The theatre poet Carlo Gozzi (1720-1806) found 36 such themes or basic dramatic situations. The author Ronald B. Tobias has reduced the possible themes even further to 20 masterplots. Another author has thinned out the possible dramatic basic situations even further to seven basic plots.  It seems as if a competition has broken out as to who finds the fewest basic situations.   

The problem with these “master plots” or “basic plots” is that – in my opinion – they do not help you. Tobias explains his masterplots in a very general way. On the other hand there are much more than just 20 masterplots. An example: Tobias has only two plots that describe the topic “love”: “forbidden love” and “love”. In this series of articles I will present 29 superplots alone with the theme of “love” later on. In my opinion, the masterplots by Tobias or the basic plots deeply confuse prospective writers with their seductive claim to absoluteness.

How do you get from a theme to a superplot?

Some authors already have the experience of which topics work as an exciting story, while others are not so easily able to estimate this. It is therefore very important that you as an author know as many stories as possible. Another possibility is to orient yourself on the superplots. The examples given for each superplot will give you a first aid. You should also follow the description that is mentioned for each superplot and thus get to know the plots. This will teach you how to work with the plots, making it easier for you to assign your own idea to a Superplot. It takes some practice, but you will certainly master it at some point. Once you know your superplot, you should look at or read as many examples as possible. Only then will you try to create your own story. But do it in a completely different way than the authors before you. Then you have the chance to create something unique.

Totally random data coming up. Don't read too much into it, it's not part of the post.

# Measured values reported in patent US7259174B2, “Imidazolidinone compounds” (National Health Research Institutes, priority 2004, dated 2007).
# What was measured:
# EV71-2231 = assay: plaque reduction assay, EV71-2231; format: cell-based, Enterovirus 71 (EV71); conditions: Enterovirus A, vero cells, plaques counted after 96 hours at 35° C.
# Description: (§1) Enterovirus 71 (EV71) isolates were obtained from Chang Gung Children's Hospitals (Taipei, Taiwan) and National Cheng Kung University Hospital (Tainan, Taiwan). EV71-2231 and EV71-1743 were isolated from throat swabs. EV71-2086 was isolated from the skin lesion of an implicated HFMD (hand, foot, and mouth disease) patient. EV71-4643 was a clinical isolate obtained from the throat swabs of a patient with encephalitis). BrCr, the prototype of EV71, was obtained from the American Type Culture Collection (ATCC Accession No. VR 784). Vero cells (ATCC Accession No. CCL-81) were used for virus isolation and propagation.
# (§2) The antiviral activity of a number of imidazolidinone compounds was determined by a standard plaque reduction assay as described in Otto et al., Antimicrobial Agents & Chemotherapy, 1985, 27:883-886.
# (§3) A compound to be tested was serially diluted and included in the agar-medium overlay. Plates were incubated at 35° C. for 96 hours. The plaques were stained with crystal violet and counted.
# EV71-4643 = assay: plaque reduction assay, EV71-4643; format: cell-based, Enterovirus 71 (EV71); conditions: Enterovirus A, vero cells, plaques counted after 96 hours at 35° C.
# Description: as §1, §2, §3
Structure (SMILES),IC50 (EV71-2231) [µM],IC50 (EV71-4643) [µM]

What is the difference between Masterplots and Superplots?

As mentioned, according to Ronald B. Tobias, there are 20 masterplots that describe very general structures, such as Quest, Adventure, Pursuit or Rescue. Tobias makes several mistakes: To commit oneself to an exact number of plots and then to publish them as a premise makes no sense and is not very helpful. What Tobias understands by masterplots is almost identical to the dramatic basic situations of Gozzi (1720-1806). The term “masterplot” sounds shorter and more concise and at the same time pretends to be something new. The master plots are also very general and therefore remain superficial.
Superplots, on the other hand, are several dozen. The “Superplots” system is an open model. Any author who finds a successful main plot (superplot) can add to the model of the superplots. Superplots represent dramatic basic situations and are therefore nothing new. However, they already make a distinction in terms of content in advance by orienting themselves towards the literary and film genres. And that is new. Superplots are also more precise and diverse.

What dramaturgical function do superplots have?

On the one hand, superplots help authors to differentiate one topic from another. On the other hand, superplots help to concretize ideas. This allows the core of a story to be extracted and better understood. Superplots are also narrative models that work particularly well. They appear several times in narrative history and over centuries. If you follow the superplots, you increase the chance that your story will be more exciting, that it will have a greater dramatic potential than other stories.